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Manual de Plantas de Costa Rica

Main | Family List (MO) | Family List (INBio) | Cutting Edge
Draft Treatments | Guidelines | Checklist | Citing | Editors

The Cutting Edge

Volume V, Number 3, July 1998

News and Notes | Recent Treatments | Leaps and Bounds | Germane Literature

Carter, R. & S. D. Jones. 1998 ['1997']. Notes on the Cyperus retroflexus complex (Cyperaceae) with three nomenclatural proposals. Rhodora 99: 319--334.

A key to the C. retroflexus complex includes C. hermaphroditus (Jacq.) Standl. and C. tenuis Sw., both of which occur in Costa Rica. Three new combinations are proposed, none of which concerns us.
Downie, S. R., S. Ramanath, D. S. Katz-Downie & E. Llanas. 1998. Molecular systematics of Apiaceae subfamily Apioideae: phylogenetic analyses of nuclear ribosomal DNA internal transcribed spacer and plastid rpoC1 intron sequences. Amer. J. Bot. 85: 563--591.
Apiaceae subfam. Hydrocotyloideae here emerges as polyphyletic, with some members (including Hydrocotyle and perhaps Centella) comprising a sister group to all examined Araliaceae. The last-mentioned family (with Hydrocotyle etc. included) is monophyletic, and the sister group to all other examined Apiaceae. This scenario undermines recent overtures to unite the two families on the premise that the herbaceous Apiaceae are nested within the tropical, woody Araliaceae. Back and forth we go!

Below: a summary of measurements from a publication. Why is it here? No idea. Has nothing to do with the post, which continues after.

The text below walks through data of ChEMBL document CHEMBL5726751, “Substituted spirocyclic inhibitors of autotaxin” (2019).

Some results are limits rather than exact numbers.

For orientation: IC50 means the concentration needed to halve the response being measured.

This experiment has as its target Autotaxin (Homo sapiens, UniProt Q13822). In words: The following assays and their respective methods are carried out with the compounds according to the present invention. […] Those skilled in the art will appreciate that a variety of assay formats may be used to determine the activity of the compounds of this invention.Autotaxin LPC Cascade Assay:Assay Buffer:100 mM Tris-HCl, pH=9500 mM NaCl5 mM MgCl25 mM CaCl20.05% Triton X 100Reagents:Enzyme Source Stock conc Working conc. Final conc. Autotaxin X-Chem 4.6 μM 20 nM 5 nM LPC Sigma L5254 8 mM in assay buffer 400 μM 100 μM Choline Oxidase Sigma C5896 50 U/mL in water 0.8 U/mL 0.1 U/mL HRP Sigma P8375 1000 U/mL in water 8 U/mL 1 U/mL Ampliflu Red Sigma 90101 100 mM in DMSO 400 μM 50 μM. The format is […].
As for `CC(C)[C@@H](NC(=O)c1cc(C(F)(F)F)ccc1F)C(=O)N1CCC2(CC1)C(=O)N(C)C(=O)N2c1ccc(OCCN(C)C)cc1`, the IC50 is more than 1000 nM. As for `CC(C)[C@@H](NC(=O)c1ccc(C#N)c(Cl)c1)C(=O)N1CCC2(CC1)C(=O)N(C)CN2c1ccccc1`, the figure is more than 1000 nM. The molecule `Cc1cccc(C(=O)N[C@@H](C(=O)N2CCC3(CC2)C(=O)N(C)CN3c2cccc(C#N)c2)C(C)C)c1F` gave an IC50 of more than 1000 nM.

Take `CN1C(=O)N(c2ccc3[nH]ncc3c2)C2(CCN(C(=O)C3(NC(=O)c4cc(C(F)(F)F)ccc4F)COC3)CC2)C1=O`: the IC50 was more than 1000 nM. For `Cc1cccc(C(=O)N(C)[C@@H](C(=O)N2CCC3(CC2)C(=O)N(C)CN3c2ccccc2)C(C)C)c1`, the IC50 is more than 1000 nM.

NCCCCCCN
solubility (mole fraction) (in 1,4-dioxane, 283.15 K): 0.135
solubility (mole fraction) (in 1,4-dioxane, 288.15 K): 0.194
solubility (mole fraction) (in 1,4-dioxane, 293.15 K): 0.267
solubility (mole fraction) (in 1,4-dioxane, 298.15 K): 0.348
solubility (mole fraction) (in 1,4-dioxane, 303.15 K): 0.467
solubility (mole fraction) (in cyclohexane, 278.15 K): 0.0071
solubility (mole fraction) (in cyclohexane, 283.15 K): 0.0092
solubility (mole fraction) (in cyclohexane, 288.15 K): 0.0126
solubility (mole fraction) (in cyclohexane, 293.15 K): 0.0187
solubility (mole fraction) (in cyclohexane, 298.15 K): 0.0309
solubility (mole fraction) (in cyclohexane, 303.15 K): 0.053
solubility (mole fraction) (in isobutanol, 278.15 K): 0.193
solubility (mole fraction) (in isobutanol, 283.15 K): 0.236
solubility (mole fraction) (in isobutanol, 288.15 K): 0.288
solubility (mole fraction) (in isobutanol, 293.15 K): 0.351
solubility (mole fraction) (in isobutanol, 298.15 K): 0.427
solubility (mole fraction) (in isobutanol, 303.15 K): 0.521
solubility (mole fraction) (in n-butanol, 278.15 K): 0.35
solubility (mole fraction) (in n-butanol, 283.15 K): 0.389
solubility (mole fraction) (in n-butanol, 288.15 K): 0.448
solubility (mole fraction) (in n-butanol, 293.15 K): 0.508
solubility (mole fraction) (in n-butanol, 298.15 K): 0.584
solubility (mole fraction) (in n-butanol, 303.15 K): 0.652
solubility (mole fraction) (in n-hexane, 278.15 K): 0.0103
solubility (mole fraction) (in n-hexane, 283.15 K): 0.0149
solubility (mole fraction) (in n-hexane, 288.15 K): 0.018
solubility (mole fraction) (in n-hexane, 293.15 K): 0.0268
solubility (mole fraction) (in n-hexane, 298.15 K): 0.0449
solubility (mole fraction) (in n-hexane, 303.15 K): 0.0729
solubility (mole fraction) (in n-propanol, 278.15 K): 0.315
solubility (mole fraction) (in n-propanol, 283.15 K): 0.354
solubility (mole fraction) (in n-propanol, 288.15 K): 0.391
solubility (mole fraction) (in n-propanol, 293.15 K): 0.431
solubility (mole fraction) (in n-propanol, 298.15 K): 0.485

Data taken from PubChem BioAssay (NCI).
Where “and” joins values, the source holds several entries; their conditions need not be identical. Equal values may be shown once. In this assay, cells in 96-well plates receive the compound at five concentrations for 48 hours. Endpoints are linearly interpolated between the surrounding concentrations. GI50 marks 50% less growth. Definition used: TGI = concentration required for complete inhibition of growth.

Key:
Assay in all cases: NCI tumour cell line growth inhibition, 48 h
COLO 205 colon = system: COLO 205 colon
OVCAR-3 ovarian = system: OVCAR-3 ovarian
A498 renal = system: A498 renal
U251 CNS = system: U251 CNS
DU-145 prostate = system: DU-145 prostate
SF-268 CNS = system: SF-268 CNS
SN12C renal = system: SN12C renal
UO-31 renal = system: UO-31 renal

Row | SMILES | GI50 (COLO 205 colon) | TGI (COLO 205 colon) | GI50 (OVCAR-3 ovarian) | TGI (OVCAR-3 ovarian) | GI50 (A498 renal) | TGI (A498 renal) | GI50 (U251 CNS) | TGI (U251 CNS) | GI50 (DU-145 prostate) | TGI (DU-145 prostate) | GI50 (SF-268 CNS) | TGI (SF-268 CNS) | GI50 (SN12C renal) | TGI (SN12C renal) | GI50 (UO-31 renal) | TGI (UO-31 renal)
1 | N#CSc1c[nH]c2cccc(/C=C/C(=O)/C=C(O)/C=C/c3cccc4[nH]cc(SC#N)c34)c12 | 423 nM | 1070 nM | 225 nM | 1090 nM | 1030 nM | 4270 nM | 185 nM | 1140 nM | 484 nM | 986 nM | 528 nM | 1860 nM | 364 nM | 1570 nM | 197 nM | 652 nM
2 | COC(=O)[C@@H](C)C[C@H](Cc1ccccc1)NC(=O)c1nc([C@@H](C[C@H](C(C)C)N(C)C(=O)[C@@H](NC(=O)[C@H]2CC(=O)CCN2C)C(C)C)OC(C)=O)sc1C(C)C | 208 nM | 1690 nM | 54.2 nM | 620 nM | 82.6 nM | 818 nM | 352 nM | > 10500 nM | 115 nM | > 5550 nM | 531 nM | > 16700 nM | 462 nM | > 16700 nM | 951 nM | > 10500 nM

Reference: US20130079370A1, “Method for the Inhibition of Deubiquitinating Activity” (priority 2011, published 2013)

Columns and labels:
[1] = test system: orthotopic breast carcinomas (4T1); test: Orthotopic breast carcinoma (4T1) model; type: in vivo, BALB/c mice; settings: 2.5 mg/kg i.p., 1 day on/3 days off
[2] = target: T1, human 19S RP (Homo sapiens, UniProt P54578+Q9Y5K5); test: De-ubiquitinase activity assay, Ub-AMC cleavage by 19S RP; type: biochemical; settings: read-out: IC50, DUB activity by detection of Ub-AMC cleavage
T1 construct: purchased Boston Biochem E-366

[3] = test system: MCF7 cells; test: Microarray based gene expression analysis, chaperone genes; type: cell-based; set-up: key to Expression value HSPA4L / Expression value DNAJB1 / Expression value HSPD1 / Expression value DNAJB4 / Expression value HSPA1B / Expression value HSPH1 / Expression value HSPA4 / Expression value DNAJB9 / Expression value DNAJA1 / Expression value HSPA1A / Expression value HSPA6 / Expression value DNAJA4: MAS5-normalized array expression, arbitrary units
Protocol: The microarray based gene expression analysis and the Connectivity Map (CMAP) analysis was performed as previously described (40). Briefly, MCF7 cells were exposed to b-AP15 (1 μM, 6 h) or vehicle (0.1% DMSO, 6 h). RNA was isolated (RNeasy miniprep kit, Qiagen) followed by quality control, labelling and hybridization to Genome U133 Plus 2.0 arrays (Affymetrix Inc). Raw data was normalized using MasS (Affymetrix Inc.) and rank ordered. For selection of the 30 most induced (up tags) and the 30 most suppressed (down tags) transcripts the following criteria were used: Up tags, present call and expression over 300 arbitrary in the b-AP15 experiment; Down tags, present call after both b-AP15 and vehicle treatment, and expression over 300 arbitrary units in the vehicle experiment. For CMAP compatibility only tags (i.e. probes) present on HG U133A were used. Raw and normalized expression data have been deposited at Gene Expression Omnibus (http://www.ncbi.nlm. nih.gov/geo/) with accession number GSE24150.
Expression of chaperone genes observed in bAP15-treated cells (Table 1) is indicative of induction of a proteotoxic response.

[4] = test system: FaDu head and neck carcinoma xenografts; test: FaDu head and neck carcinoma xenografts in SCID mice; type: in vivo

Dressler, R. L. 1998. A new white Sobralia from Costa Rica. Orchid Digest 62: 89--91.
Sobralia kerryae Dressler (Orchidaceae), named for the author's talented wife, is based on a specimen collected at 1150 m elevation in the Cordillera de Tilarán near Monteverde. The sp. had been recognized as new from photographs of an earlier specimen, not collected, encountered at ca. 800--1000 m elevation in the Fila Costeña near Pejibaye, in the Valle de El General. The new sp. is compared with Sobralia macrophylla Rchb. f. Features a detailed line-drawing, as well as a color photo of a living plant.
Luer, C. A. 1998. Systematics of the subgenus Crocodeilanthe of Pleurothallis (Orchidaceae). Pp. 1--82 in, C. A. Luer, Icones pleurothallidinarum XVI. Monogr. Syst. Bot. Missouri Bot. Gard. 65: 1---122.
We count 64 spp. in this subgenus, ranging from Central America to coastal Venezuela and central Brazil. Most comprise comparatively large plants, with long racemes of many, small flowers that open simultaneously. None of the 18 new spp. here validated occurs in Costa Rica, from which just three spp. are recorded: the unique endemic Pleurothallis atwoodii Luer, known by a single collection from the Dota region; and the more widespread P. floribunda Poepp. & Endl. and P. pulchella (Kunth) Lindl. Includes a subgenus description, key to spp., sp. descriptions, lists of exsiccatae, index to scientific names, and line-drawings of all spp. (but no distribution maps).
----. 1998. Systematics of the subgenus Rhynchopera of Pleurothallis (Orchidaceae). Pp. 83--94 in, C. A. Luer, Icones pleurothallidinarum XVI. Monogr. Syst. Bot. Missouri Bot. Gard. 65: 1---122.
This subgenus of eight spp. ranges from Costa Rica to Bolivia, Venezuela, and the Dominican Republic. Pleurothallis loranthophylla Rchb. f., the only sp. occurring in Costa Rica, ranges nearly as widely. In Costa Rica, it occurs at ca. 600--2000 m elevation. No new spp. are described here. This article has the same features as the preceding one.